Expanding 3D to more clients. I think most designers (or at least the ones that we’re going to have any chance selling to) would agree that clients want 3D — their clients watch HGTV, and it creates an expectation that they should have it if they’re doing a design project. But frequently, it’s just not in their budget. We frequently hear from our design customers that Canvas makes it practical to offer 3D visualization to more of their clients, because it automates the first few steps of the process (measuring and modeling the space as-is). In particular, when you’re measuring a space for a 3D visualization, you typically need a lot more measurements than you otherwise would to make scale look realistic. With Canvas, you don’t have to worry about which measurements you might have missed — every measurement is captured in the scan.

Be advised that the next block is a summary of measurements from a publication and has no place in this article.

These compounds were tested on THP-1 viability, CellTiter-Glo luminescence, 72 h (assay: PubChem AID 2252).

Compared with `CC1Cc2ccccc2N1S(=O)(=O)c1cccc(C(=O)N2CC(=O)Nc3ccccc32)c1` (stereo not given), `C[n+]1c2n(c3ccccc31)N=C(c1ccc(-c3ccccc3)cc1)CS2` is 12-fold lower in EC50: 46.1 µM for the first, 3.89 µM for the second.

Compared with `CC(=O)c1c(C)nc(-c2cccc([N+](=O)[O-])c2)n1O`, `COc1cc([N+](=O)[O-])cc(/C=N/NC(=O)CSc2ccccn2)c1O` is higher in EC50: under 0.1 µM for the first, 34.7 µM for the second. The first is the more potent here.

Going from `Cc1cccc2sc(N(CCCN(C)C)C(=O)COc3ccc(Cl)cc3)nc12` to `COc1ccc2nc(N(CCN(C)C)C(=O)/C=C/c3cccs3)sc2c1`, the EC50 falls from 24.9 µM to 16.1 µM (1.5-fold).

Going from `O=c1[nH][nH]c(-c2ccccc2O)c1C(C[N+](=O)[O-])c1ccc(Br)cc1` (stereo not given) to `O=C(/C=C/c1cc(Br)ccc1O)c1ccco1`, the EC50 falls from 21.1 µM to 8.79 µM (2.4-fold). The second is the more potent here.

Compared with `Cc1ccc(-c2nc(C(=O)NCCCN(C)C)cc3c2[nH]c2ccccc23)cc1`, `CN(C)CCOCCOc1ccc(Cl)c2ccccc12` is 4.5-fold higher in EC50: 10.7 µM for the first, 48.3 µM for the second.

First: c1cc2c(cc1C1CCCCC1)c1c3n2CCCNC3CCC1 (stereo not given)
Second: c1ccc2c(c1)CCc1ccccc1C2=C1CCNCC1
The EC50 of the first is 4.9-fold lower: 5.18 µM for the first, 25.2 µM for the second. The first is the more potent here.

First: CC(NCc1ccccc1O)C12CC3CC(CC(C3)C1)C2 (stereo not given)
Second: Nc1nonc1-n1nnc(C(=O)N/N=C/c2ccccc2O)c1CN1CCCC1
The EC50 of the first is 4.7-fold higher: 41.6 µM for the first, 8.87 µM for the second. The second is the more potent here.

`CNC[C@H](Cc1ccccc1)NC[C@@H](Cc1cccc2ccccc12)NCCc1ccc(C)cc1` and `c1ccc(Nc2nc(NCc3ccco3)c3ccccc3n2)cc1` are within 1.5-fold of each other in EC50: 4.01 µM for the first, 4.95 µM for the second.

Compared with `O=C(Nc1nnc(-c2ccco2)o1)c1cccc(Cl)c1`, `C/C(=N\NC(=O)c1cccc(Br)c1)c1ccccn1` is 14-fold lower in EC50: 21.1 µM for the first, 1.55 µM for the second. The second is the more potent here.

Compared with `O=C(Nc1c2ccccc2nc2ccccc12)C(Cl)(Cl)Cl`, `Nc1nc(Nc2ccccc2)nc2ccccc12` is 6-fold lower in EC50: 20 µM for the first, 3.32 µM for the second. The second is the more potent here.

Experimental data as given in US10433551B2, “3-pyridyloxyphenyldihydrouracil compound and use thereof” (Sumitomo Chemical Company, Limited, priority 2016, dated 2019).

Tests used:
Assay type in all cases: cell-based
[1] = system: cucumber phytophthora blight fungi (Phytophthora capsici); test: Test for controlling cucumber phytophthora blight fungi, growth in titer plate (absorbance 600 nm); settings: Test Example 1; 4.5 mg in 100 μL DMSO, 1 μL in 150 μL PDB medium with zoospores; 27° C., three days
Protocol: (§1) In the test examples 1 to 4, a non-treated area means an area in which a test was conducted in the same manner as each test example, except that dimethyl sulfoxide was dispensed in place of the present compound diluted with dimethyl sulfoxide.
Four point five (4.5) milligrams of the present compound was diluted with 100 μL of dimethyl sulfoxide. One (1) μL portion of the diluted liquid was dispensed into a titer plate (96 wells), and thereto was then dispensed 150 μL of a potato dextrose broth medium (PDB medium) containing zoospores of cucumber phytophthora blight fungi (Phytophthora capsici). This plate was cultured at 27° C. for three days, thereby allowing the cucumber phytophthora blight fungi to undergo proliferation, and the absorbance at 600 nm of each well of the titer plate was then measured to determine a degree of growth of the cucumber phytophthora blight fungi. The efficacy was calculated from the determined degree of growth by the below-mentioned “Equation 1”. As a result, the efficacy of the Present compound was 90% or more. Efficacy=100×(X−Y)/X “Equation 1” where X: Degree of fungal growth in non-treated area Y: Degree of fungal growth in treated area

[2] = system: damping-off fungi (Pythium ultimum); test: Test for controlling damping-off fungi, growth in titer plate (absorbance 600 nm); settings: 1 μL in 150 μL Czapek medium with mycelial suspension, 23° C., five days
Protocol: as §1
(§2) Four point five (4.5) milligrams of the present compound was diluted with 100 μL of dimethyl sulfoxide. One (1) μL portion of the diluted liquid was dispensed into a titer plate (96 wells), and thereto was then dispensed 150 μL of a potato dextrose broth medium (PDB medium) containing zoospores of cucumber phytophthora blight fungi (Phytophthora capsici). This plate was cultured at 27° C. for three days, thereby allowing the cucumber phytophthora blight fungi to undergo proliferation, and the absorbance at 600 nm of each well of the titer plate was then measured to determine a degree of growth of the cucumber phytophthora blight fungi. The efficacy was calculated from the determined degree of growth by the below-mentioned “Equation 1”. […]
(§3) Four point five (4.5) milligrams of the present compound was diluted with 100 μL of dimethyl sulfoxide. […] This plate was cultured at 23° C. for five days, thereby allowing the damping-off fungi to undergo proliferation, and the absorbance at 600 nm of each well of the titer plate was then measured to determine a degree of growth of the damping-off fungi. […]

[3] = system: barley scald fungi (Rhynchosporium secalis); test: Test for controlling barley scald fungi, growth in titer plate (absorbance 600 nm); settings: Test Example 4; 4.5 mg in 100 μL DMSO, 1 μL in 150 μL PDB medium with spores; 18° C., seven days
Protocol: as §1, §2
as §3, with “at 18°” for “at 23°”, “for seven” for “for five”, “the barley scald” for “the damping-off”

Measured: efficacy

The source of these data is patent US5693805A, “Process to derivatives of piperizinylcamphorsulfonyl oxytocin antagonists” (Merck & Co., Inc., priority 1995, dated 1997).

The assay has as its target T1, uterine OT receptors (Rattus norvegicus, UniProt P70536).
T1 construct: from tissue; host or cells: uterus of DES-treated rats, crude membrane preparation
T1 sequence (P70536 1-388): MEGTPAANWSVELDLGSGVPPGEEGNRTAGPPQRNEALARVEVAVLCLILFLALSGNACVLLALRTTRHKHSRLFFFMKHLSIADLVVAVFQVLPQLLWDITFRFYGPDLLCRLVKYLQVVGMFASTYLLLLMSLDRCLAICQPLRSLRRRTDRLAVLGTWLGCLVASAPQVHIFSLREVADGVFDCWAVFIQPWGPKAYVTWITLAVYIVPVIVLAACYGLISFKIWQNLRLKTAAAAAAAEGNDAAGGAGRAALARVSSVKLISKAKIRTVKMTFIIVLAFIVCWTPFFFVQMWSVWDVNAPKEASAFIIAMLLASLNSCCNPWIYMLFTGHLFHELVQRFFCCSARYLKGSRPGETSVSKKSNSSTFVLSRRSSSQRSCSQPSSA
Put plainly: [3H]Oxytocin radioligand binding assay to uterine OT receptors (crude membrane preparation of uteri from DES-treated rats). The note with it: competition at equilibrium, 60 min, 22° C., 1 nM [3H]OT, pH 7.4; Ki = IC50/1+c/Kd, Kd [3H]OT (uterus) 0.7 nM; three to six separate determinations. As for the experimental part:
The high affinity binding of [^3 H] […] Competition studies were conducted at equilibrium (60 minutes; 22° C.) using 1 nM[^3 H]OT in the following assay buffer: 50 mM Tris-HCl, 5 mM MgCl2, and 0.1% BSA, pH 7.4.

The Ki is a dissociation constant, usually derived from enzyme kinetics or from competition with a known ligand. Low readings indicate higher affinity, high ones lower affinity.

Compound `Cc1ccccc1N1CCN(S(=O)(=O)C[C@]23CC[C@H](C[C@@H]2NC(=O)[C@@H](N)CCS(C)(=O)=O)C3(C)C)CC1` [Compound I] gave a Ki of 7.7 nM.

So, overall: we help you complete more projects, faster, for more money, with a better customer experience. We typically hear time savings between a few hours on a small one-room project up to 30 hours on a really big and complicated whole home project with lots of moving parts.

What does a designer need to use Canvas?

AS: You’ll need an need an iPad, Structure Sensor, and (optionally, but recommended) our Wide Vision Lens. The Structure Sensor allows your iPad to measure depth information, which is why you can get true, scale-accurate measurements from your Canvas-captured 3D models. The Wide Vision Lens helps Canvas maintain the best possible tracking on the scene, which enhances the quality of your results. You can buy both the Structure Sensor and Wide Vision Lens as a bundle on canvas.io for $399.